6/17/12

Relationship to Place




All across this nation in the beginning of May, thousands of people take to the streets and participate in a sort of re-imagining of their cities by participating in a Jane Jacobs Walk. These events held by and for local community members focus on observing their neighborhoods and moving through them using alternative modality options to the automobile. Some move by transit, others by biking through their cities, but the vast majority simply walk as each events’ themes are explored on foot and promote walkable neighborhoods that provide for more authentic forms of personal connection with their built environments and stronger bonds with their neighbors.  Through the simple, yet powerful, act of observing along their event route, participants are helping to strengthen their neighborhoods and cities one block at a time. 

Regardless of the actual mode of travel all Jane Jacobs Walks have three commonalities:
  1. People gathering in a common place
  2. People gathering for a common cause
  3. People gathering to take a common journey
In May of 2012, over 130 events were held in 34 cities across the United States. Each of these events had their own theme or agenda and each were located in vastly different urban locations and climates. At first glance it would seem as though these events were a hodgepodge of disjointed activity filled with urban explorers and road warrior bicyclists, but this is not so. If you were to close your eyes for a moment as a participant on a Jane's Walk you would hear the laughter of children, parents pushing strollers, the whir of electric wheelchairs, and the anecdotal wisdom and experience of the place being passed between the generations.


I am privileged to serve as national director for these Jane Jacobs Walks in the United States. Mine is a unique position, one in which I have been able to harvest the anecdotes and experiences of these common journeys for the past three years. Here is one Jane’s Walk experience that I participated in this year and how the power of re-imagining their community is helping to shape the future of their city.

PROVO, UT - We met on the courthouse steps in this city of 100,000 residents. Home to Brigham Young University, Provo is unabashedly conservative where over 80% of the residents are members of the Church of Jesus Christ of Latter-day Saints (the Mormons). Our Jane’s Walk participants represented well the conservative characteristics of the city and it was, admittedly, my first time participating in one of our events in a Republican stronghold. As we began our journey through the historic downtown district of Provo, the typical concerns of neighborhood connectivity, auto-centric planning and lack of pedestrian and bicycling infrastructure were voiced. Overshadowing all of this were two major opportunities for the city.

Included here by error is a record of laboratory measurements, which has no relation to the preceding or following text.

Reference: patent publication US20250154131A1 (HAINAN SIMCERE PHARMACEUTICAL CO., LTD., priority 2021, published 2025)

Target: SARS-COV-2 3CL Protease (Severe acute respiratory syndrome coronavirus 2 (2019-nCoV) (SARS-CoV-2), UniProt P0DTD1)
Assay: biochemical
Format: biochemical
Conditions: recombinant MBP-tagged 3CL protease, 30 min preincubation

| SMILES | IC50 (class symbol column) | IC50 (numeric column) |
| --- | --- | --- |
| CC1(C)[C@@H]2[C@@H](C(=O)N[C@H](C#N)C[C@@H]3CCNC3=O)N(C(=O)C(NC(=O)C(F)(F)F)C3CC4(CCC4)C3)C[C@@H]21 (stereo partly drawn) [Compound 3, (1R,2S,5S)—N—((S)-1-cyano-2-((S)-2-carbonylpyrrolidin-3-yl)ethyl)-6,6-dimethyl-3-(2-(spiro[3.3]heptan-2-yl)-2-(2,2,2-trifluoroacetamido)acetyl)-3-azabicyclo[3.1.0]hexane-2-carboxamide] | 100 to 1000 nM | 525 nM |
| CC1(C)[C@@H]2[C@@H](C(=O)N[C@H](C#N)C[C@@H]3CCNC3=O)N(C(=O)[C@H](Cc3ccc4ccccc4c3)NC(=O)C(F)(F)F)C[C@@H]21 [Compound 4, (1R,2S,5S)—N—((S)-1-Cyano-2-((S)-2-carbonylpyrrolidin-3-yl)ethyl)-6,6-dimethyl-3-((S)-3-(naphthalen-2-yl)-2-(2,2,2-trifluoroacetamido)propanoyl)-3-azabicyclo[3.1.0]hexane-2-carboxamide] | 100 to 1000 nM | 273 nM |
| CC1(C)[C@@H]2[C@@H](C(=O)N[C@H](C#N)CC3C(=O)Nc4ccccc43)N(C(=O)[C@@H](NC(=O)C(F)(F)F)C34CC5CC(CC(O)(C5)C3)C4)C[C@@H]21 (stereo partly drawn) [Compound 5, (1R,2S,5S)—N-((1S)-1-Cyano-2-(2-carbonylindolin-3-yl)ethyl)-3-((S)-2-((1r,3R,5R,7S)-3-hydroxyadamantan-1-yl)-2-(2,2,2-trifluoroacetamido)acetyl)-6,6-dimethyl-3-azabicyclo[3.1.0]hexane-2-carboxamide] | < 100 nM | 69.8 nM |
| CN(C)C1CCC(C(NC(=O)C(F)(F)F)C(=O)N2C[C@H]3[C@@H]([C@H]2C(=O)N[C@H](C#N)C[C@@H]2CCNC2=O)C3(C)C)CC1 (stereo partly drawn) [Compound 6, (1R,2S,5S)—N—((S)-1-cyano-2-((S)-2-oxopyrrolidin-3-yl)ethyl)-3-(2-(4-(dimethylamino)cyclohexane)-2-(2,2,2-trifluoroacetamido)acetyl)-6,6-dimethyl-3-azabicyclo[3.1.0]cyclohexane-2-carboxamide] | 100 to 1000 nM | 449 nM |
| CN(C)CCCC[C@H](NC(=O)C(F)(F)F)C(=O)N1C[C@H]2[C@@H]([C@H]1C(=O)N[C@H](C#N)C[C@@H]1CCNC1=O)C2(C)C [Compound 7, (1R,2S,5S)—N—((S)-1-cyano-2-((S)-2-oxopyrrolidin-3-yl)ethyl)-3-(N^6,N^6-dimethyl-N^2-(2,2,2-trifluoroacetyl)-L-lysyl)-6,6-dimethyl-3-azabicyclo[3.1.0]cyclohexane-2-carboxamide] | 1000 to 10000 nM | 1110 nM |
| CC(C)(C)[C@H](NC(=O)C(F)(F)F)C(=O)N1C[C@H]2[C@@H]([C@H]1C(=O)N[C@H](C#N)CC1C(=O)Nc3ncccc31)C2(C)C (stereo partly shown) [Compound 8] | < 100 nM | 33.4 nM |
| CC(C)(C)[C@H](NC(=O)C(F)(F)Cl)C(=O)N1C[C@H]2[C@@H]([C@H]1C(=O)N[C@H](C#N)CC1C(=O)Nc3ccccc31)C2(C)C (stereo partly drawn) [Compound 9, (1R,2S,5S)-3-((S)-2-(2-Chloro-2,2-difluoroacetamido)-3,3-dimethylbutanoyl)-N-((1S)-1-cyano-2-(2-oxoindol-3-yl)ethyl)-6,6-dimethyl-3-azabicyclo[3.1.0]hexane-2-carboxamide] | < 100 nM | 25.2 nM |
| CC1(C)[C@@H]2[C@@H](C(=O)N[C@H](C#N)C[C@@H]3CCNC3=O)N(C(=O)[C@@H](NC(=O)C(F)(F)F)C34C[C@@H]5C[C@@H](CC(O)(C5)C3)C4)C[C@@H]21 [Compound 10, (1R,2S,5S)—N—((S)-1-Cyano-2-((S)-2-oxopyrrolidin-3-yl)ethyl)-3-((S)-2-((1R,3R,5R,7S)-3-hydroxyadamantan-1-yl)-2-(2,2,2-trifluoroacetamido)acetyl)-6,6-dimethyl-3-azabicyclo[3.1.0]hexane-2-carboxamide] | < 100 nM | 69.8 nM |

The first was a newly announced LDS temple in the core of the downtown area and the second is the construction of the new intermodal hub and terminal station for the commuter rail that will connect Provo to Salt Lake City and beyond. We walked to both locations and the excitement in the group was palpable. Each of us recognized that this is now a pivotal moment in the shaping of how people move in the city and of how people interact with a long forgotten downtown area.


The discussions quickly turned from missed opportunities over the past decades to the future possibilities to create an authentic experience for all of Provo’s citizens and their relationship to place. The new temple will provide for an influx of people and traffic into the downtown core, helping to revitalize the economy of the area. The intermodal hub, located on “the other side of the tracks” from downtown will connect two neighborhoods in Provo that have historically had little to do with each other. As we walked the 6 blocks in between the two projects it was easy to imagine a vibrant, walkable, bikeable community that would serve and honor the values of conservative Provo just as well as in a more liberal New York City or Portland.

I have long posited that the values we espouse as an organization and the structure in which we provide for groups to Walk, Observe and Connect with their spaces transcend politics, religion, race or any other characteristic that has the potential to divide people. The beauty of a Jane Jacobs Walk (and really when the magic happens) is the moment after we have gathered in a common place for a common cause and we begin to take our first steps together on a common journey.

No matter who we are, or where we come from the journey of a Jane Jacobs Walk plants the seeds in the gardens of our imaginations. Our relationships with our places and with one another fundamentally changes as we walk together and simply observe what the best possibilities could be. Most of us care deeply about our relationships to the places in which we live, work and play, we simply may not have the vocabulary or experience to vocalize our hopes and dreams for them.